Why Meetings Fail

As a leader you play a critical role in maximizing the effectiveness of your organization’s workforce. One thing that robs us of our time is poorly-run, inefficient meetings. Such meetings serve as an organizational ‘drag’ and are viewed by many employees as an incredible waste of time and resources.

Let’s examine why meetings are often so ineffective:

People don’t take meetings seriously.
They arrive late, leave early, and spend most of their time thinking about what else they could be doing. Disciplined meetings are about mindset that meetings are ‘real work’.  Intel, the semiconductor manufacturer, is famous for its crisp meeting execution.
Walk into any conference room at any Intel factory or office anywhere in the world and you will see on the wall a poster with a series of simple questions about the meetings that take place there.

    1. Do you know the purpose of this meeting?
    2. Do you have an agenda?
    3. Do you know your role?
    4. Do you follow the rules for good minutes?

Meetings are too long.
Meetings should accomplish twice as much in half the time. Most meetings should last no longer than 60 minutes. One reason meetings drag on is that people don’t appreciate how expensive they are. If the meeting organizer were forced to calculate and justify the meeting cost (the meeting length times all of the participants’ wage rates) you would begin to see fewer, shorter, and more productive meetings.

There is no meeting agenda.
When there is no agenda participants spend too much time digressing and wandering off-topic. Get serious about requiring meeting agendas. It’s the starting point for all advice on productive meetings…stick to the agenda. But it’s hard to stick to an agenda that doesn’t exist. HR can help by creating an agenda template. Request that meeting organizers circulate the agenda several days before a meeting to let participants react to and modify it. The agenda should list the meeting’s key topics, who will lead which parts of the discussion, how long each segment will take, and what the expected outcomes are.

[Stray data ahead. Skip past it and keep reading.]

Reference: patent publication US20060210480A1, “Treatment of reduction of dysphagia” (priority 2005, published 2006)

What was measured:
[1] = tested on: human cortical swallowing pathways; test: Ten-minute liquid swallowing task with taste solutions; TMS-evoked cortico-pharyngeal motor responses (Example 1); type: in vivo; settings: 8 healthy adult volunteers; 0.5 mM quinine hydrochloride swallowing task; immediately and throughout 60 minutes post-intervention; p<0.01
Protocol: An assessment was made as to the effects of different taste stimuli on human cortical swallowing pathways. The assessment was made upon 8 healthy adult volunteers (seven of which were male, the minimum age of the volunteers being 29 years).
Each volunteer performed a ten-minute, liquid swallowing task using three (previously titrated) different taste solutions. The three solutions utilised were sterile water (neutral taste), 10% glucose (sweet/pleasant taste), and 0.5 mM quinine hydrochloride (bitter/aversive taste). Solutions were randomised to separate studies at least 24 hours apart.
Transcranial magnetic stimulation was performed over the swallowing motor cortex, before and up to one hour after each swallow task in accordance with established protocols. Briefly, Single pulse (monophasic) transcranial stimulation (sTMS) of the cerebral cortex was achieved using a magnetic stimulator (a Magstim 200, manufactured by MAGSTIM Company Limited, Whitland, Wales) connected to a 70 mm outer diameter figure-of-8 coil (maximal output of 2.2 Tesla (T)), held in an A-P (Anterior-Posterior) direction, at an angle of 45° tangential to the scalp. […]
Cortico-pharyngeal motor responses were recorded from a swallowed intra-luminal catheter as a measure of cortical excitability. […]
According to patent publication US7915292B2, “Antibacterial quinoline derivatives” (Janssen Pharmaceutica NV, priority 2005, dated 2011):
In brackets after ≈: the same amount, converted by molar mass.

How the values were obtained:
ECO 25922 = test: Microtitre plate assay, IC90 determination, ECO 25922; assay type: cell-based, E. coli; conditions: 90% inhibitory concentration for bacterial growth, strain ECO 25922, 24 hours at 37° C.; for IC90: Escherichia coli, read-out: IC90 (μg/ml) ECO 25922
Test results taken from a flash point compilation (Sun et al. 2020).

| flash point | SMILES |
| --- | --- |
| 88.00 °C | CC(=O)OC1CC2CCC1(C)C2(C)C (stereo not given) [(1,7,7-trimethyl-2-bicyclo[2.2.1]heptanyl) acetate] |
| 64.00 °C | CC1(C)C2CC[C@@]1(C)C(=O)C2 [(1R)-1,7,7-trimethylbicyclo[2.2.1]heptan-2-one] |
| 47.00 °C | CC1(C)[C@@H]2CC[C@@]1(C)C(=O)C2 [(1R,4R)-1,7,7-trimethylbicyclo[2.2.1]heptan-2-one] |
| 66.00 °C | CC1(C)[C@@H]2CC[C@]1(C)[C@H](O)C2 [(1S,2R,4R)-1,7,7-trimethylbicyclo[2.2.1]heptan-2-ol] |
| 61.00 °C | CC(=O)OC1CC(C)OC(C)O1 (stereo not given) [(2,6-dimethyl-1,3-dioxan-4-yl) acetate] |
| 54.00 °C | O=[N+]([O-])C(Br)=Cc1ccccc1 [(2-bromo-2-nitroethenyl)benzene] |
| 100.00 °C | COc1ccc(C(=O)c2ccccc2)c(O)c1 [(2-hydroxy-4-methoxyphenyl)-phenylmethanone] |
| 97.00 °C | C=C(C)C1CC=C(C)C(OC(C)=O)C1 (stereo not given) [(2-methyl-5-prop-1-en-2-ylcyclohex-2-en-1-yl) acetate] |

Of course, even the best agendas can’t guard against digressions, debates, and distractions. The challenge is to keep meetings focused without stifling creativity or insulting participants who stray. Encourage meeting leaders use a ‘parking lot’ to maintain that focus. When comments come up that aren’t related to the issue at hand, record them on a flip chart labeled the parking lot. Track the issue and the person responsible for it.

Nothing happens once the meeting ends.
The end result of most meetings is a lot of talk, and little action. The problem is that people leave meetings with different views of what happened and what’s supposed to happen next. The best way to avoid that type of misunderstanding is the creation of a shared document that leads to action. In addition to meeting minutes, require the meeting organizer (or designee) to document ‘Actions and Decisions’. Actions are those accountabilities that were assigned as a result of the meeting. For example, Jim has agreed to research time and attendance software options prior to our next meeting. He will report his findings back to the group at our next meeting. Decisions are those items that the meeting group has made a clear decision on. The decision will now become part of the ‘going forward’ strategy and will eliminate second-guessing such as …’We talked about it, but I don’t think anything was actually decided’.

‘Actions and Decisions’ should always be the last topic on the agenda. For recurring meetings, start the agenda with the ‘Actions and Decisions’ that were carried over from the previous meeting.

Meetings are always missing important information, so critical decisions are postponed.
This is why it is so important to have a clear, documented agenda outlining the topics to be discussed and decisions to be made.
Without an agenda, participants arrive to the meeting unprepared. In essence, the result of the meeting becomes a de facto ‘pre- meeting’ in which everyone’s valuable time was wasted.
For additional guidance on this or any other HR topic, contact Catapult’s Advice team at 919-878-9222.
Written by a Catapult Advisor